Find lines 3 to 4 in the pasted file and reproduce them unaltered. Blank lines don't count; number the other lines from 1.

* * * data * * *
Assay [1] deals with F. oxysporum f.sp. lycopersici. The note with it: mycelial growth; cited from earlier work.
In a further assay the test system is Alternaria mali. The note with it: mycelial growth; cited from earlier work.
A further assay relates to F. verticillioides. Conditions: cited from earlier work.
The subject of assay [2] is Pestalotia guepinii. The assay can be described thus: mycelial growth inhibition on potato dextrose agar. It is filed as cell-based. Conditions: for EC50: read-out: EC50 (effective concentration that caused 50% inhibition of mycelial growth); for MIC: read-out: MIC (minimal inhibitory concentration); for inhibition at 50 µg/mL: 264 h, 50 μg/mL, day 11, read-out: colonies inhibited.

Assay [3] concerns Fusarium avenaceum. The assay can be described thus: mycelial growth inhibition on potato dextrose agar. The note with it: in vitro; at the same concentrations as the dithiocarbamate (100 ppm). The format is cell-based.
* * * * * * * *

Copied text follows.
A further assay relates to F. verticillioides. Conditions: cited from earlier work.
The subject of assay [2] is Pestalotia guepinii. The assay can be described thus: mycelial growth inhibition on potato dextrose agar. It is filed as cell-based. Conditions: for EC50: read-out: EC50 (effective concentration that caused 50% inhibition of mycelial growth); for MIC: read-out: MIC (minimal inhibitory concentration); for inhibition at 50 µg/mL: 264 h, 50 μg/mL, day 11, read-out: colonies inhibited.